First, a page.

55. “Vita unicuique erit corpus et Sanguis Christi, si quod in sacramento visibiliter sumitur, in ipsa veritate spiritaliter manducetur, spiritaliter bibatur.” — Serm. 2, De Verbis Apostoli, Tom. V. pars I. p. 64.
  56. δέ γε Σωτὴρ ὁ ἡμέτερος ἐνήλλαξε τὰ ὀνόματα · καὶ τῷ μὲν σώματι τὸ τοῦ συμβόλου τέθεικεν ὄνομα, τῷ δὲ συμβόλῳ τὸ τοῦ σώματος. οὕτως ἄμπελον ἑαυτὸν ὀνόμαασας, αἷμα τὸ σύμβολον προσηγόρευσεν. Δῆλος ὁ σκοπὸς τοῖς τὰ θεῖα μεμυημένοις. ἐβουλήθη γὰρ τοὺς τῶν θείων μυστηρίων μεταλαγχάνοντας, μὴ τῇ ϕύσει τῶν βλεπομένων προσέχειν, ἀλλὰ διὰ τῆς τῶν ὀνομάτων ἐναλλαγῆς πιστεύειν τῇ ἐκ τῆς χάριτος γεγεννημένῃ μεταβολῇ. ὁ γὰρ δὲ τὸ σῶμα σῖτον καὶ ἄρτον προσαγορεύσας, καὶ αὖ πάλιν ἑαυτὸν ἄμπελον ὀνομάσας, οὗτος τὰ ὁρώμενα σύμβολα τῇ τοῦ σώματος καὶ αἵματος προσηγορίᾳ τετίμηκεν, οὐ τὴν ϕύσιν μεταβαλὼν, ἀλλὰ τὴν χάριν τῇ σύσει προστεθηκώς. — Dial. 1, ed. Sirmond. Tom. IV. p. 17.
  57. Οὐδὲ γὰρ μετὰ τὸν ἁγιασμὸν τὰ μυστικὰ σύμβολα τῆς οἰκείας ἐξίσταται ϕύσεως · μένει γὰρ ἐπὶ τῆς προτέρας οὐσίας καὶ τοῦ σχήματος καὶ τοῦ εἵδους, καὶ ὅρατά ἐστι καὶ ἁπτὰ, οἷα καὶ πρότερον ἦν, νοεῖται δὲ ἅπερ ἐγένετο καὶ πιστεύεται, καὶ προσκυνεῖται ὡς ἐκεῖνα ὄντα ἅπερ πιστεύεται. — Dial. 2, ed. Sirmond. Tom. IV. p. 85.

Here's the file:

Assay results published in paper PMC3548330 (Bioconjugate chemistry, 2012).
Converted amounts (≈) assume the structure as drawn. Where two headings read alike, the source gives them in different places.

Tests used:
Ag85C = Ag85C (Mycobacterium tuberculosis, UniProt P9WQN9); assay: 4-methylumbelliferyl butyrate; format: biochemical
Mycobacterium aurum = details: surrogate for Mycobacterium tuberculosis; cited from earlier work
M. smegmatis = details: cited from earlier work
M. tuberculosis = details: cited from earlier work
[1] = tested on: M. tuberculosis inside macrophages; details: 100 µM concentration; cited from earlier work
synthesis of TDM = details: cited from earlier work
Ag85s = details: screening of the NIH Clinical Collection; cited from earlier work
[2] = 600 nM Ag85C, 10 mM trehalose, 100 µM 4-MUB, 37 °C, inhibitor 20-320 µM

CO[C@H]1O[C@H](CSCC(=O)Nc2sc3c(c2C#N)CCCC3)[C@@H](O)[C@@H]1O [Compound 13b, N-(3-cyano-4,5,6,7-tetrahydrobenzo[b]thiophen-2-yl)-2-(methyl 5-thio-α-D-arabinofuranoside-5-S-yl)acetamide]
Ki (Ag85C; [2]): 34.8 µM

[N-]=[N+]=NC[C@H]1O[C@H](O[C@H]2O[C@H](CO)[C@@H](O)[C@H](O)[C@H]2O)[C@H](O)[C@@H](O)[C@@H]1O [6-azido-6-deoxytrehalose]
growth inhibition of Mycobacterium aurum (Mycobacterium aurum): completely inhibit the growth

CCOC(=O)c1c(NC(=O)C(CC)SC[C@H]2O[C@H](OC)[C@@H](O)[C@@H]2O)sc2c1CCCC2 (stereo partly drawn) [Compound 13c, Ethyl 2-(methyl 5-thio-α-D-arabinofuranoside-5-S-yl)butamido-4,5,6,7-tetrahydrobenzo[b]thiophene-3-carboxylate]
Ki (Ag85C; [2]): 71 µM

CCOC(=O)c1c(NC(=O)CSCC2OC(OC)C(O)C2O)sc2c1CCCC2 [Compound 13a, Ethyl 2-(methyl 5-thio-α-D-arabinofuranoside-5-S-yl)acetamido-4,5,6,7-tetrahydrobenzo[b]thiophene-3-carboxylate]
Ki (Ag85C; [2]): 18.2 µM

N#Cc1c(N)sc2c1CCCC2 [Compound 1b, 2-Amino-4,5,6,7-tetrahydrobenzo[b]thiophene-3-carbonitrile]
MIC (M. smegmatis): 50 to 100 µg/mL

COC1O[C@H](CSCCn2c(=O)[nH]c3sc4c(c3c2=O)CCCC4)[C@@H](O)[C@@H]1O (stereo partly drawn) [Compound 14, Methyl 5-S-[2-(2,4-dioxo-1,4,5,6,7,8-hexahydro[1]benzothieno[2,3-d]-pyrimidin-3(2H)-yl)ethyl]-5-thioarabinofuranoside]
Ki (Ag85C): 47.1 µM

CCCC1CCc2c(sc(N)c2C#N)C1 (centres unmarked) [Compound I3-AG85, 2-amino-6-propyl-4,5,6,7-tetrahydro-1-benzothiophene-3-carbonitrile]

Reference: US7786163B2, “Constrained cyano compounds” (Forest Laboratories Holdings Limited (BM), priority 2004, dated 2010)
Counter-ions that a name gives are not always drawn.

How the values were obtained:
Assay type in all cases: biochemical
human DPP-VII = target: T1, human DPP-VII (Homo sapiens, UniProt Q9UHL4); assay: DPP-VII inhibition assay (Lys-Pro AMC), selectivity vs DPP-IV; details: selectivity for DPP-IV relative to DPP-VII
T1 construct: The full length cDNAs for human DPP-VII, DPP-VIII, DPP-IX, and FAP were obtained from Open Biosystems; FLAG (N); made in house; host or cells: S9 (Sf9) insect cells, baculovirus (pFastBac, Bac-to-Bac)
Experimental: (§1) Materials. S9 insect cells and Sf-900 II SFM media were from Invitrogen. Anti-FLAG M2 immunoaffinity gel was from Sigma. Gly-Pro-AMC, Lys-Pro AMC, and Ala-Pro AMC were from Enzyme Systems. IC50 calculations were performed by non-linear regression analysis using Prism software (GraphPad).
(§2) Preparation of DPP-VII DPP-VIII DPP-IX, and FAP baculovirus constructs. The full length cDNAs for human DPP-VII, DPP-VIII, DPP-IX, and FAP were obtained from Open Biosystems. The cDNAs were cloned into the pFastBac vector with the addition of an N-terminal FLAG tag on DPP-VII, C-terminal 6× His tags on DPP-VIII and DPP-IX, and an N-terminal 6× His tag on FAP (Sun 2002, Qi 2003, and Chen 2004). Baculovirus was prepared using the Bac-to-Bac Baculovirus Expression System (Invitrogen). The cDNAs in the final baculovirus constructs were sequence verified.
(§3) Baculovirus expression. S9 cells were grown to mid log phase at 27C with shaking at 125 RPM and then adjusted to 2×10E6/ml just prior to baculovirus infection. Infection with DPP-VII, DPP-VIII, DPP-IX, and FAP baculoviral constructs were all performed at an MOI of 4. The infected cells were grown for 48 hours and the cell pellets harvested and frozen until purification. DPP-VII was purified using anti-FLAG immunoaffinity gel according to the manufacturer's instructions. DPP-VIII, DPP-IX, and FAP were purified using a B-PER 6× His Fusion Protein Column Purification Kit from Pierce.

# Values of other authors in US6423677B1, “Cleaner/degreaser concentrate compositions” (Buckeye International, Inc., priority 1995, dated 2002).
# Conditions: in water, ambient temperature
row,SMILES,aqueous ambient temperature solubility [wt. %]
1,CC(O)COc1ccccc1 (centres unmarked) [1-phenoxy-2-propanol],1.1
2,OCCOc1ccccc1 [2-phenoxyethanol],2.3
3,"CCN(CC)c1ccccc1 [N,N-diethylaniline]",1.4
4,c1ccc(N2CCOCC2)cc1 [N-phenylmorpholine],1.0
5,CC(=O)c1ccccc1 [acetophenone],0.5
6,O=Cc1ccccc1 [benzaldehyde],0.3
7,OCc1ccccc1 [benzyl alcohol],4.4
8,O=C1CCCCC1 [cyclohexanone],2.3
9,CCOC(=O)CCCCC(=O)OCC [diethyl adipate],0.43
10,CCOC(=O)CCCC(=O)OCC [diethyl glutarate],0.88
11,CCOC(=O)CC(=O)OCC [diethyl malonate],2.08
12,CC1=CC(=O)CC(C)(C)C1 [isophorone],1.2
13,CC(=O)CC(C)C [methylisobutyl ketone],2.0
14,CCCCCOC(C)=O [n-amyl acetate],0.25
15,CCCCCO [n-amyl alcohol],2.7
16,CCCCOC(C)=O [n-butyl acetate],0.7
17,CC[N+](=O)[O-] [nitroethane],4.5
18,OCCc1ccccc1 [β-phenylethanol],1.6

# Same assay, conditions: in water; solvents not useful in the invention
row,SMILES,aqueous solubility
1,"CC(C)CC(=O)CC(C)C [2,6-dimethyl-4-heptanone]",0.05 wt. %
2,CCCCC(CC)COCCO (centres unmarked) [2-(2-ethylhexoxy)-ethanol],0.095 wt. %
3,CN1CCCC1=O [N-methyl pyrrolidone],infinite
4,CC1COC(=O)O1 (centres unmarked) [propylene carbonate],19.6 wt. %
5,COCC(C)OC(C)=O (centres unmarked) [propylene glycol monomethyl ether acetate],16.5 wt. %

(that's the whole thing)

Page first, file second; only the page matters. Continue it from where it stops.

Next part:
58. See above, p. 69.
  59. Cave places him A. D. 841.
  60. “Christus ergo cibus est angelorum, et sacramentum hoc vere caro ipsius et sanguis, quam spiritualiter manducat et bibit homo.” — De Corpore et Sanguine Domini, c. 5.
  61. “Quia voluit (Dominus), licet in figura panis et vini, hæc sic esse, omnino nihil aliud quam caro Christi et snaguis post consecrationem credenda sunt.” — Ibid. cap. 1. Bishop Cosin gives several specimens of his language (Hist. of Transubstantiation, ch. XXV. s. 29), and argues, that there is nothin in his whole book “that favours the transubstantiation of the bread, or its destruction or removal.” However, he quotes Bellarmine and Sirmondus as esteeming him so highly, that they were not ashamed to say that he was the first that had written to the purpose concerning the Eucharist; but there are some spurious additions to his book, which speak a stronger language than the book itself. See also Cave, H. L. Tom. I. p. 585.
  62. See Cave, H. L. p. 542.
  63. Ibid. Tom. I. p. 549.
  64. Index Expurgator. Belgic. jussu et auctoritate Philip. II., cited by Aubertin. De Eucharist. p. 930; Cosin’s Hist. of Transubst. ch. V. § 35; Bishop Taylor, On the Real Presence, § XII. 32.